What if we could turn CO2 into a building?
A team of entrepreneurs from Canada have developed a way of turning industrial carbon dioxide (CO2) emissions into concrete. So instead of contributing to climate change, CO2 can be harnessed to create valuable products for people.
It’s a potential game changer. After water, concrete is the most abundant substance on Earth. Most concrete is made using cement, and cement production involves an industrial process that creates significant amounts of CO2. In fact, cement production accounts for five per cent of the world’s total CO2 emissions.
The Carbicrete team, left to right: Mehrdad Mahoutian, Chris Stern, Yuri Mytko, Mario Venditti
A Montreal-based company called Carbicrete has come up with a way to make concrete using steel slag—a waste byproduct leftover from steel production—instead of cement. This drastically reduces the CO2 emissions associated with concrete production. Not only that, Carbicrete doubles down on its innovation by curing their concrete with CO2. It’s injected into wet concrete to give the concrete added strength, while permanently sequestering the CO2 away from the atmosphere.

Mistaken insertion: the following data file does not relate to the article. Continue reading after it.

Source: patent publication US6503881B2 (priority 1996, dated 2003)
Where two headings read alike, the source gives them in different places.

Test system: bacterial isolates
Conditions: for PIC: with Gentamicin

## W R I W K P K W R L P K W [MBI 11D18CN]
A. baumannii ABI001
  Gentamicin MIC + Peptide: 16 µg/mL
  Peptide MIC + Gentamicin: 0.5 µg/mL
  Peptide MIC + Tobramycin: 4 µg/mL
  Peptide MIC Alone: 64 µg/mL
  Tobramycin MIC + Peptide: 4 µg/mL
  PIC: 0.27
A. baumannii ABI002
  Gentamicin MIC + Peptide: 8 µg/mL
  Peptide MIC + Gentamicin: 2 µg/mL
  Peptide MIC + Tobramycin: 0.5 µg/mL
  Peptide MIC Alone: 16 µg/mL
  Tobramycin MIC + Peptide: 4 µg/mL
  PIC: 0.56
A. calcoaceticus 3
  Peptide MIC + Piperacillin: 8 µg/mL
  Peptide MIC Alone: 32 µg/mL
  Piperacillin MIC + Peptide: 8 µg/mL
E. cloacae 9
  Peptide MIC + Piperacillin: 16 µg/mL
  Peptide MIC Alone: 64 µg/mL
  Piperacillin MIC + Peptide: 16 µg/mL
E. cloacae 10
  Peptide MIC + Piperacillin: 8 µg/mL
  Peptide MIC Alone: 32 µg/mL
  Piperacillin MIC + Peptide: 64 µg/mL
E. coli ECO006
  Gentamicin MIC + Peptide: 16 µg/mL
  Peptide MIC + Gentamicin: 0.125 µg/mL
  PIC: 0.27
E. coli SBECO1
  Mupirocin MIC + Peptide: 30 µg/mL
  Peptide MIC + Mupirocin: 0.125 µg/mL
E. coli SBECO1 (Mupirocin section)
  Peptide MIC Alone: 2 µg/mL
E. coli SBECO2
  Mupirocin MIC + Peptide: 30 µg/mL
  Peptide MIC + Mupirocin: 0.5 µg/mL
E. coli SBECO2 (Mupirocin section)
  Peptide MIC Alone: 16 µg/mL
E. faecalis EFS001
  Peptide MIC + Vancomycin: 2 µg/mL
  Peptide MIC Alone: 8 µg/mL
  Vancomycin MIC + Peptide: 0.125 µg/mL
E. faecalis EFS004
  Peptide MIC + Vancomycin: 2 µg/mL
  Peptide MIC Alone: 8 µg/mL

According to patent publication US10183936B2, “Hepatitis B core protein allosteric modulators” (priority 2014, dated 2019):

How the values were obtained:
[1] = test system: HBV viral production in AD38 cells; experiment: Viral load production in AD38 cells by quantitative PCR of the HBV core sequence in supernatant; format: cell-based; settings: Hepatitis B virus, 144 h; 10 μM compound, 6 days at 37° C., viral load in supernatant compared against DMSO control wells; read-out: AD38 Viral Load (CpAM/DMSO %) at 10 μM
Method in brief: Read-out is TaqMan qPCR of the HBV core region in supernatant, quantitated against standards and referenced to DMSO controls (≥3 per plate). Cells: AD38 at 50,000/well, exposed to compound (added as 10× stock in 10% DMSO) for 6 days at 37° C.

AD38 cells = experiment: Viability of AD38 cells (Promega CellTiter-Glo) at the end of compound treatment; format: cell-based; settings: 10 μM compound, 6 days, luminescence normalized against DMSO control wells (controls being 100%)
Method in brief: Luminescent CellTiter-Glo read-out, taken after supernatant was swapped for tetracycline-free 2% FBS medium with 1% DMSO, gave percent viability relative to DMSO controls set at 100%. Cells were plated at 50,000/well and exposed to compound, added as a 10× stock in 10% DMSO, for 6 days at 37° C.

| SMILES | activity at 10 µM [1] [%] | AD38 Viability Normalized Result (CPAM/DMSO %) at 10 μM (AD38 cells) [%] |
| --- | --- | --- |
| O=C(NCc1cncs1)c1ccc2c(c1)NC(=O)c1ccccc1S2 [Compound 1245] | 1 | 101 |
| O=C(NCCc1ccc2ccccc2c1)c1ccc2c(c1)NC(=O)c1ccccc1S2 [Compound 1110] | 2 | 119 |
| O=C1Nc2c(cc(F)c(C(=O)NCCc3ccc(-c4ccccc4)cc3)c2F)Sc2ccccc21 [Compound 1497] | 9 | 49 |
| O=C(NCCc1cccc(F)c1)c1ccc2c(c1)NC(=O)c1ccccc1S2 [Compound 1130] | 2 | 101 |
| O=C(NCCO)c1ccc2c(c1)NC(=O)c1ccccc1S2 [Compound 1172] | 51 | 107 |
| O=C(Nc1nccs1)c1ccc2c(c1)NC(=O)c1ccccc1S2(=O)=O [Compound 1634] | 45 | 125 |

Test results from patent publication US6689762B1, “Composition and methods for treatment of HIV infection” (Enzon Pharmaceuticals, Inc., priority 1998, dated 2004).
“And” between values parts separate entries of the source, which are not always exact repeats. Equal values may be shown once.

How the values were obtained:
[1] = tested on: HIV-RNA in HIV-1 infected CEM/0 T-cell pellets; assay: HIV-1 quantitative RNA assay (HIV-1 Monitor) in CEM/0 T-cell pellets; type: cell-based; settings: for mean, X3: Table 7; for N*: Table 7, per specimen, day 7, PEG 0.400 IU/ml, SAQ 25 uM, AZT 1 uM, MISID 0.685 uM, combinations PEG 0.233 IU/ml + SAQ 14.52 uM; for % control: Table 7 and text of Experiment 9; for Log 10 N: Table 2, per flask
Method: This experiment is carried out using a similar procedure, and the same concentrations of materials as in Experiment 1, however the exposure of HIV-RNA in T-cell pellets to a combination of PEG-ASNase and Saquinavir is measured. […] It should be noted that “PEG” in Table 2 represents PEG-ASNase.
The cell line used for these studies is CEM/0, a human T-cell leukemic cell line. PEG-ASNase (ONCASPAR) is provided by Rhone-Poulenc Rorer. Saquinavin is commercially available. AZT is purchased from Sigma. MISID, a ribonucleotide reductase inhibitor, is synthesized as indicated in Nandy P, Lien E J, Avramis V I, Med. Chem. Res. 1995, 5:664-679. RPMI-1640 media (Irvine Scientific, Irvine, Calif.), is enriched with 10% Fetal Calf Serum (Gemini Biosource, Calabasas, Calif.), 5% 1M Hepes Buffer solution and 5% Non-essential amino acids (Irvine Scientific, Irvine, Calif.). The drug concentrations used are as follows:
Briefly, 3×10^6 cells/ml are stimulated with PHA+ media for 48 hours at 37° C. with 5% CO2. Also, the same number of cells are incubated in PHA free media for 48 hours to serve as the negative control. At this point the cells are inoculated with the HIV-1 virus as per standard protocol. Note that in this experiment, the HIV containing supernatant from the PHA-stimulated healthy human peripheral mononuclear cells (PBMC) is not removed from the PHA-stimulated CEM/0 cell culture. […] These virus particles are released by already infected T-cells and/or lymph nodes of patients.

Chris Stern, co-founder and CEO of Carbicrete
This means that a concrete block made by Carbicrete is carbon negative. Instead of a normal concrete block, which adds two kilograms of CO2 emissions to the atmosphere, Carbicrete says their concrete will divert a kilogram of CO2 from a power plant or industrial facility away from the atmosphere!
“I was sick and tired of hearing people being afraid of carbon dioxide,” says Chris Stern, co-founder and CEO of Carbicrete. “I’m gonna take garbage and turn it into money and solve a huge issue.”
Carbicrete is one of ten teams of finalists in the US$20 million NRG COSIA Carbon XPRIZE competition. The competition is supported by Canada’s Oil Sands Innovation Alliance (COSIA), an alliance of oil sands producers committed to driving innovation to accelerate environmental performance, and NRG a major power producer in the U.S.
Over the next year and a half, Carbon XPRIZE finalists like Carbicrete will have a chance to prove that their technologies work in a real-world setting: industrial-scale test facilities connected to a natural gas power plant in Calgary, Alberta and a coal power plant in Wyoming. The winner will be the team that converts the most CO2 into products with the highest net value.
If companies like Carbicrete can succeed, however, the true winners could be the rest of us.
Learn more about the other ten finalists of the NRG COSIA Carbon XPRIZE competition.